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Tuesday, September 2, 2014

After Foley’s Death, Former War Reporter Says It’s Not Worth The Risk

Journalist James Foley is pictured in Aleppo, Syria, in September, 2012. (Manu Brabo/freejamesfoley.org via AP)

Journalist James Foley is pictured in Aleppo, Syria, in September, 2012. (Manu Brabo/freejamesfoley.org via AP)

Tom A. Peter is a freelance war reporter. (tomapeter.com)

Tom A. Peter is a freelance war reporter. (tomapeter.com)

War reporting is dangerous. We were reminded of that today with the news that journalist Steven Sotloff has apparently been beheaded by an Islamic State militant.

The video of the beheading follows another, last month, of journalist James Foley being killed by a militant from the same group, also known as ISIS.

One might reasonably ask: Is the job of chronicling war worth the risk? For one reporter, the answer is that it would be if more people paid attention to it. But they don’t. So it’s not.

This is what moved freelancer Tom A. Peter to write about in the New Republic following Foley’s death. Peter covered the Middle East and Afghanistan for seven years, and now he’s describing his disillusionment with the job.

Interview Highlights: Tom A. Peters

On the attitude towards the media

“Over three quarters of the people think that the media is inaccurate…a majority of people simply don’t trust it. And more people find the media immoral than they do moral. When you have this attitude that the media is lying to you or you believe that all reporting  that doesn’t  agree with what you already believe is inaccurate, you’re not doing your job as a citizen. You’re kind of shirking your civic duty to be informed.”

On the risks of war reporting

“The most terrifying thing that ever happened to me in reporting—we were going and visiting an area  that had been recently liberated by the opposition or — taken by the opposition. And as we were driving back I was with a group of reporters, a car cut us off and guys — masked men — jumped out with guns. Once they pulled our driver out and drove off with us, it was kind of impossible to escape at the moment. You have to kind of accept this fate that potentially I’m going to be taken somewhere and executed or held indefinitely. The level of terror you feel when something like that happen is difficult to describe.”

On the impact of James Foley’s death

“I would hope that if anything comes out of this that maybe it can be a wake up call to news consumers that ‘hey look there are people out there taking huge risks, risking it all to bring you the facts’. So pay attention, read them and don’t think there’s some giant conspiracy out there. I can assure you that the vast majority of legitimate journalists really do want to bring you the truth.”

Guest

  • Tom A. Peter, freelance journalist who covered the Middle East and Afghanistan for seven years. He currently writes about border security and immigration. He tweets @TomAPeter.

Please follow our community rules when engaging in comment discussion on this site.
  • Maggie

    I think that he should switch career path to one that pays more money. He sounds as if he feels unappreciated-and very whiny! He reminded me of that TV show The First 48 Hours; cops start by complaining about lack of time with their families and sleep depravation. Well get another job, totally understandable. People continue to join the military (to become part of a military body which by definition fight wars-by the way I’m a veteran), and high risk careers, risk not concealed to begin with, and then whine about their sacrifices. Then don’t do it. He puts some of the blame on the “news consumer”, well as a news consumer sir, I throw the blame right back at you and your colleges sir; we hardly ever get the facts, but media’s hidden agendas and personal opinions. I say get another job, fatten your back account, and find fulfillment in doing so. Stop blaming others when your expectations are not met.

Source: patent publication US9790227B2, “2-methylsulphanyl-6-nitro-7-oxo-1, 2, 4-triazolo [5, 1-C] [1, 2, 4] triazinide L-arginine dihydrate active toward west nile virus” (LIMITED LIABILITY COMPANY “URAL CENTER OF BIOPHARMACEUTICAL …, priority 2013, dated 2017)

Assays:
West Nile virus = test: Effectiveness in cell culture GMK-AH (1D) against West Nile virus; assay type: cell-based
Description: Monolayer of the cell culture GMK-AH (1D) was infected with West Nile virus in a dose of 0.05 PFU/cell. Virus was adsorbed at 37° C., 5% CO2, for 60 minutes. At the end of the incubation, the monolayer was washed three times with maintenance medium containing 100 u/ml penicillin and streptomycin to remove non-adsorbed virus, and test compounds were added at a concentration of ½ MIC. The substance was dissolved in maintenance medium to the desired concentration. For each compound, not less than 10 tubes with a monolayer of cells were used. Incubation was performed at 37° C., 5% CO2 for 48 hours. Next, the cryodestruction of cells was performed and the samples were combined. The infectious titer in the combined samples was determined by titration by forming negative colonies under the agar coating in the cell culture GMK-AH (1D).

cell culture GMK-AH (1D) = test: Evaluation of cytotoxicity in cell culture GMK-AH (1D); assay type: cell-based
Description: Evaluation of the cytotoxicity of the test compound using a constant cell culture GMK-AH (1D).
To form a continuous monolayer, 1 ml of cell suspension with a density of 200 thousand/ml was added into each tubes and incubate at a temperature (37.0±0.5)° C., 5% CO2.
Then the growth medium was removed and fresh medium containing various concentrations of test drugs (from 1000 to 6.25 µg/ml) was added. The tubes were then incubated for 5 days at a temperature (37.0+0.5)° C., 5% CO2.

• Cogito

    With all due respect to complaints about folks not trusting media, bear in mind that the Gray Lady herself helped shoehorn us into the 2nd Iraq war; and that Faux News is, day in and day out, a lying and distorting propagaganda arm of the right wing (not that its habitual audience has caught on; indeed they cheerfully imbibe its poisonous emanations.) And media coverage overall misses the point of stories time and time again – even NPR is decidedly flabby at times, eschewing “hard talk” at the worst times.
    As far as Syria, yes, maybe we shoulda bombed Assad, and then what? Seen his chemical arsenal dispersed throughout the Middle East?
    The news was awful. What was as awful was so little to do about it, such an unclear path. Sometimes the best action IS non-action. Don’t you think Americans have had quite enough of foreign adventurism that turns out badly?
    As for the ignorance of some sectors of the American public, I don’t think that’s anything new. And “yellow journalism” is not new either.

    • J.D.

      FAUX news…hahahahahah…
      B-)

  • Don

    I appreciate and respect the news from reporters on the scene. Reports from Pew Research and other survey companies probably includes the attitudes of people when it comes to all news outlets. Obviously, there are news outlets(FOX and others) that are extremely biased and not interested in telling the whole truth. So, there is a healthy mistrust of news outlets. People should be reading news from a couple of different sources to check information to decide if it is true……if they care about the subject. I do. Thank you, Tom, for the work you have done…….whether or not you stay in the game. Good luck.